The Charter plays an important role in our domestic rights protection architecture. Unlike the European Convention on Human Rights (which has nothing to do with the EU), the Charter only applies when EU law is in issue – like questions about data retention, or pension rights – but it provides stronger protection than the ECHR in those areas (judges can use it to ‘strike down’ primary legislation, like they did when the Brexit Minister David Davis MP used it himself in a privacy case recently!) It is a clear statement of fundamental rights which we all enjoy.
If this is simply a cut and paste job as the government says, then why is the only thing they are leaving behind our rights protection?
Action under the general principles
This Bill would also take away another important rights protection we all have – the ability to go to our courts in the UK and claim our rights under what are called the ‘general principles’ of EU law. That’s things like equal treatment, legal certainty, and proportionality.
Just last summer, a man called John Walker (pictured below) relied on being able to go to court using the general principles to end inequality in pension rights between same sex and heterosexual couples.
John had been with his partner since 1993, and they registered for a civil partnership in January 2006, on the first day the law allowed, later converting that to marriage. He retired in 2003 after working for the same company for 20 years. But UK law meant that if he died before his husband, his husband wouldn’t get the same pension benefits as he would have if he had a wife. John was able to go to court using the general principles to win his case, and transform the lives of thousands of other same sex couples.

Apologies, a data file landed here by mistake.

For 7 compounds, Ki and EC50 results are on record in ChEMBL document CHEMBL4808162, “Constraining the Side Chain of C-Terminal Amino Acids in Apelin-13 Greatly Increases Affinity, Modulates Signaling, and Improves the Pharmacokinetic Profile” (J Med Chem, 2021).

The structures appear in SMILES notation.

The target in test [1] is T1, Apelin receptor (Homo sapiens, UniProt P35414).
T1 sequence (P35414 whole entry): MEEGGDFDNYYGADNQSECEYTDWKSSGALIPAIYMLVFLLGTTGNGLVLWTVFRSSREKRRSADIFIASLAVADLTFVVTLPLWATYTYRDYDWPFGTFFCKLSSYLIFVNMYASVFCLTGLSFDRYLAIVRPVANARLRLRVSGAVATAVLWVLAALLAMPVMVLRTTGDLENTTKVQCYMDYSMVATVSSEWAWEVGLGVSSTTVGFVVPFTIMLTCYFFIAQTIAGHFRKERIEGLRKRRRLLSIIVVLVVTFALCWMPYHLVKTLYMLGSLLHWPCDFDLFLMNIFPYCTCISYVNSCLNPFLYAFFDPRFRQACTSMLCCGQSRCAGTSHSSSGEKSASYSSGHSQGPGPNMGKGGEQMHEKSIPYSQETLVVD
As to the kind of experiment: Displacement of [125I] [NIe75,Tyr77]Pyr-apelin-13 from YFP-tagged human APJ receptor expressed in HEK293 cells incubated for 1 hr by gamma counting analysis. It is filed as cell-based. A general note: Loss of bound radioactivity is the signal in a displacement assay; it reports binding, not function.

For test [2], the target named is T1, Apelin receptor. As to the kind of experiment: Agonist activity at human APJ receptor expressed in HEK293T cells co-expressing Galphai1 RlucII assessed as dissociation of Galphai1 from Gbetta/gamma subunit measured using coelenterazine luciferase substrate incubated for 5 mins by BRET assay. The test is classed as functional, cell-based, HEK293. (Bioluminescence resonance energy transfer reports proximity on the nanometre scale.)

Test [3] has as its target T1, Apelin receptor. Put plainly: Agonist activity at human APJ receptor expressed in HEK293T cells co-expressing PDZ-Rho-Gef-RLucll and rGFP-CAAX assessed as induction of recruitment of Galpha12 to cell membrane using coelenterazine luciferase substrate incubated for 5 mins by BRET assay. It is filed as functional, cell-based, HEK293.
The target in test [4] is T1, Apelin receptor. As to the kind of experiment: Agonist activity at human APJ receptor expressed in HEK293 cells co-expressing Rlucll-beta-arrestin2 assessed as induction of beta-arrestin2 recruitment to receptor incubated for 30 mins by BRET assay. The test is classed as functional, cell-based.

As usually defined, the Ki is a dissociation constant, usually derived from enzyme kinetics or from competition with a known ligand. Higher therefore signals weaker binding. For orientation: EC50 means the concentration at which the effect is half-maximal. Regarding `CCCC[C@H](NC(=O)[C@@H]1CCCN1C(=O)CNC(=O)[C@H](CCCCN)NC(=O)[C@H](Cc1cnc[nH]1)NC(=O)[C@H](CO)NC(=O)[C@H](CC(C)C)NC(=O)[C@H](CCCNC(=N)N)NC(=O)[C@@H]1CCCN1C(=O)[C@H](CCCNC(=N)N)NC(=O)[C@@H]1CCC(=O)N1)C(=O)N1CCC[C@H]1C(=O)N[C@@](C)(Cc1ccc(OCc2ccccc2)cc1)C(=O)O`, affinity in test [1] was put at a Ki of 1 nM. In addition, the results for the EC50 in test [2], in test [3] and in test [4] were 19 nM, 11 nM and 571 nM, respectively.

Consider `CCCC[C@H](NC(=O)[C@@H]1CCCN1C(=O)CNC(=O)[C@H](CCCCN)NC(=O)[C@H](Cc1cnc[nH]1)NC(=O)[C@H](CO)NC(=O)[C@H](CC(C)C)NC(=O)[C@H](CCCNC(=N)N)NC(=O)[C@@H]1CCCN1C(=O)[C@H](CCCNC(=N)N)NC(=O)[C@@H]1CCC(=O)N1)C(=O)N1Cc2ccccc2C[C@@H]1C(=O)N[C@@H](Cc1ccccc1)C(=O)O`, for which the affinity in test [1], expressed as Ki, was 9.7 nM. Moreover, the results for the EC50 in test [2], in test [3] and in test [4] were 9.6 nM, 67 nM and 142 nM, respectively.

If this Bill isn’t amended, those kinds of cases will no longer be possible.
Amnesty in action
As you can see, although this is pretty complex, it is also pretty important.
So we have been working hard behind the scenes to get the Bill amended – encouraging MPs to place a hard limit on delegated powers being used to rollback rights, to ensure the Charter is carried over with everything else, and retain the right of action based on the general principles.
To maximise our effectiveness, and pool resources, we’ve been working with a coalition of NGOs from all kinds of sectors to make sure we share information and ideas. In particular, we’re working closely with Liberty, and now also the Public Law Project and Justice, to push for amendments.
We’ve rigorously studied the Bill; analysing it and drafting and suggesting amendments. We’ve met with MPs and their advisors from all political parties, to urge them to support our calls. We’ve written briefings, spoken at backbencher meetings and generally put all our advocacy experience and skills to work in fighting to ensure that whatever Brexit means, it doesn’t mean losing your rights.
After it has passed through the Commons, the Bill goes to the Lords, and we’ll be working there too, right up until the Queen puts pen to paper.
This is too important to get wrong. Too important to get frustrated, or to be afraid of the complexity or political sensitivity of the debate. We will be fighting every step of the way to ensure that leaving the EU doesn’t mean losing our rights, and we hope you’ll be right there with us.
Our blogs are written by Amnesty International staff, volunteers and other interested individuals, to encourage debate around human rights issues. They do not necessarily represent the views of Amnesty International.